PARIS — France launched a plan Thursday to give COVID-19 booster shots to all adults, as it opted against a further lockdown or curfew to help combat a worrying uptick in infections in the country.
Coronavirus infections have jumped in France over the last few days, with daily new cases rising above the 30,000 mark, and virus-related hospitalizations and deaths are again rising.
French Health Minister Olivier Veran laid out the plans during a press conference in which he announced a reduction in the time gap between second and third shots from six to five months. He said France already has enough vaccines to launch the nationwide booster campaign.
Veran also laid out a swathe of measures seen as tightening the use of masks in public areas and said that the country's COVID pass, which is required in many indoor places across the country, will become invalid if a person has not received a booster shot within seven months of a second dose.
He said that there are ten times more unvaccinated people currently hospitalized because of the virus than vaccinated ones, adding that without the vaccine the country would already be in a lockdown situation.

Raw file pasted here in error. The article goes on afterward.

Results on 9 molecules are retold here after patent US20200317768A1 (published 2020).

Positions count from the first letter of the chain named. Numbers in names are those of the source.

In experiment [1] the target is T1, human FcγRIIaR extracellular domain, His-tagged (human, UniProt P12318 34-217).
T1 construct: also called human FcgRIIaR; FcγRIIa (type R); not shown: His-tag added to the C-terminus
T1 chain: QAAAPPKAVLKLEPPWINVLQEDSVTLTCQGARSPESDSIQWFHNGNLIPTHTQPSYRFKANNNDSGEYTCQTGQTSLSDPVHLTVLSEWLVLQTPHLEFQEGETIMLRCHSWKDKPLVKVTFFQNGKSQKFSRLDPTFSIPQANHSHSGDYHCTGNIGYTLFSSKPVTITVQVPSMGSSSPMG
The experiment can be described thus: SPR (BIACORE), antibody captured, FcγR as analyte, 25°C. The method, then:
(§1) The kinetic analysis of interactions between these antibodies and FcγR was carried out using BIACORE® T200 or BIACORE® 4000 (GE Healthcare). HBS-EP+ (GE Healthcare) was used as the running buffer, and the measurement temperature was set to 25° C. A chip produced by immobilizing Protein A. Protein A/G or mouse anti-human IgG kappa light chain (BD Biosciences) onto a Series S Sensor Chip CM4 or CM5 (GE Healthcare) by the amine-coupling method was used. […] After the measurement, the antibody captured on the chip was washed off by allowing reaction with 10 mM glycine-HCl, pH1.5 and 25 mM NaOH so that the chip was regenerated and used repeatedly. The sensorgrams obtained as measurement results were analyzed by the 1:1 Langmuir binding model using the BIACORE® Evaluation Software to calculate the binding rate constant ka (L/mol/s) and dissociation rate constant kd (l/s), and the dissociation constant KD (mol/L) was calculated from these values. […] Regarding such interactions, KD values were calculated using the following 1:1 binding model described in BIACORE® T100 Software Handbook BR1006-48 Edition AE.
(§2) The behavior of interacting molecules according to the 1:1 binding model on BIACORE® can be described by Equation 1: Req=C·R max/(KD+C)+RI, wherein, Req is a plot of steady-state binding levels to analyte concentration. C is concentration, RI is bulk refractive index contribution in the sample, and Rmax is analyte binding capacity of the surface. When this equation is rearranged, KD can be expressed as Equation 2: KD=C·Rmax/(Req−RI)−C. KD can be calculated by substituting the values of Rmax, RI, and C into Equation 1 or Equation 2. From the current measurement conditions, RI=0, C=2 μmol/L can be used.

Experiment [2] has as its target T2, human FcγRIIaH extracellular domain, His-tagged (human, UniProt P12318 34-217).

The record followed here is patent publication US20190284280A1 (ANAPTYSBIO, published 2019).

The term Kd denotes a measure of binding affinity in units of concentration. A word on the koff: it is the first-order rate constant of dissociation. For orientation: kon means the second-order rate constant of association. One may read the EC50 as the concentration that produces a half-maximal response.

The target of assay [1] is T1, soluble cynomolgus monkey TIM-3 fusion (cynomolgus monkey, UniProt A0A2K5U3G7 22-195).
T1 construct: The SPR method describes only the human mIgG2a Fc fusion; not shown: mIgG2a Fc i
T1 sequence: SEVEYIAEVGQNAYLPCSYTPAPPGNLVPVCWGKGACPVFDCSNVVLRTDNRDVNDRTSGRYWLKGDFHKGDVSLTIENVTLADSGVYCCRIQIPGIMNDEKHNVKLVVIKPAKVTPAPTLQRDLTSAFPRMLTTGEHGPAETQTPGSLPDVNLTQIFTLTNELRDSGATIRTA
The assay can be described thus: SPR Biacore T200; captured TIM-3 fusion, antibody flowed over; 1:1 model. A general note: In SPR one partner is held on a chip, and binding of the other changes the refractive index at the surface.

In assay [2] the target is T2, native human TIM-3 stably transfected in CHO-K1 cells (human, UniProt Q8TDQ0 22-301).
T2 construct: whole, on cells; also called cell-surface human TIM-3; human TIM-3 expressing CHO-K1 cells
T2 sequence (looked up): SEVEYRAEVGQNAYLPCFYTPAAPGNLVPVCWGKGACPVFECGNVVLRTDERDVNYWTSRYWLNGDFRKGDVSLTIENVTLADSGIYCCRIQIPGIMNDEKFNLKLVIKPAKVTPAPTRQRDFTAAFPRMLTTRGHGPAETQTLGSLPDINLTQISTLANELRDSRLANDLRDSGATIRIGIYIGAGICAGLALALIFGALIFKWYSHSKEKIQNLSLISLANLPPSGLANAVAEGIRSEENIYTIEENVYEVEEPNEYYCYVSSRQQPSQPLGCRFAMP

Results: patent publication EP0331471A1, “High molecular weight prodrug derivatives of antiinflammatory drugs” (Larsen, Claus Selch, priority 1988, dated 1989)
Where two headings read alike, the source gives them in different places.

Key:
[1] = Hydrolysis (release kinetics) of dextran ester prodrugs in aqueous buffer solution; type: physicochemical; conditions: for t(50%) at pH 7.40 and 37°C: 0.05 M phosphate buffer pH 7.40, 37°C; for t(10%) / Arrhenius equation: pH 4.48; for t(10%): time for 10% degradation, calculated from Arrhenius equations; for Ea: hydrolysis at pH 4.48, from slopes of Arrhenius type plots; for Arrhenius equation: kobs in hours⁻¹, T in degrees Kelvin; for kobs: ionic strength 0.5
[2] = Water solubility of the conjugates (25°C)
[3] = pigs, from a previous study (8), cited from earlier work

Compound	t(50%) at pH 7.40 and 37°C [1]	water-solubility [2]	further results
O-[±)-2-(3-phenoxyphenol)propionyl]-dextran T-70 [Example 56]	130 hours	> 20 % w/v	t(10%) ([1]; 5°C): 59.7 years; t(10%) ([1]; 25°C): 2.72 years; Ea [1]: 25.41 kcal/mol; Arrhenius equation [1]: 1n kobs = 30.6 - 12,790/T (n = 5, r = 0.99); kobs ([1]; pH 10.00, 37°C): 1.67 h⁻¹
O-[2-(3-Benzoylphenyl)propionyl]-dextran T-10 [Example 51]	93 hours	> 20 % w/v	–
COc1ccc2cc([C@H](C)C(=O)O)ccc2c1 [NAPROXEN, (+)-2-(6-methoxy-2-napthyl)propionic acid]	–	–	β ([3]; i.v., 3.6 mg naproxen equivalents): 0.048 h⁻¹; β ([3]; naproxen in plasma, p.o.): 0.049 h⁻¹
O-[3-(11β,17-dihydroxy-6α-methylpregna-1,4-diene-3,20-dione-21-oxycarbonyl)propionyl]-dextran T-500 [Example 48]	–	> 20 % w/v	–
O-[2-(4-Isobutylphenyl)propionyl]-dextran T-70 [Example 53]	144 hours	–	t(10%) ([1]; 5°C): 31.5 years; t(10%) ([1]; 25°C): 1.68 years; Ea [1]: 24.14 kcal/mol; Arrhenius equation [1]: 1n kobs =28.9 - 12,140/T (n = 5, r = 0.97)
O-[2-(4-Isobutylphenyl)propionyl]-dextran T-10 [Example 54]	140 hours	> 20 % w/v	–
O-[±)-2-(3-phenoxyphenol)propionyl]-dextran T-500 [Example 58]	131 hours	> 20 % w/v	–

More than 89% of French adults are vaccinated, but the most vulnerable had a vaccine early in the year and so immunity is believed to be waning. Also children under 12 have not had access to vaccines yet in France though that could change after the European Medicines Agency on Thursday authorized Pfizer's COVID-19 vaccine for 5-11-year-olds.
In a sign of resurgent concerns about France's virus situation, Morocco is suspending all flights to and from France starting Friday, until further notice.
A government committee overseeing travel amid the pandemic made the decision Thursday "to protect Morocco's achievements in managing the pandemic," according to the state news agency MAP. The two countries have close economic and cultural ties.
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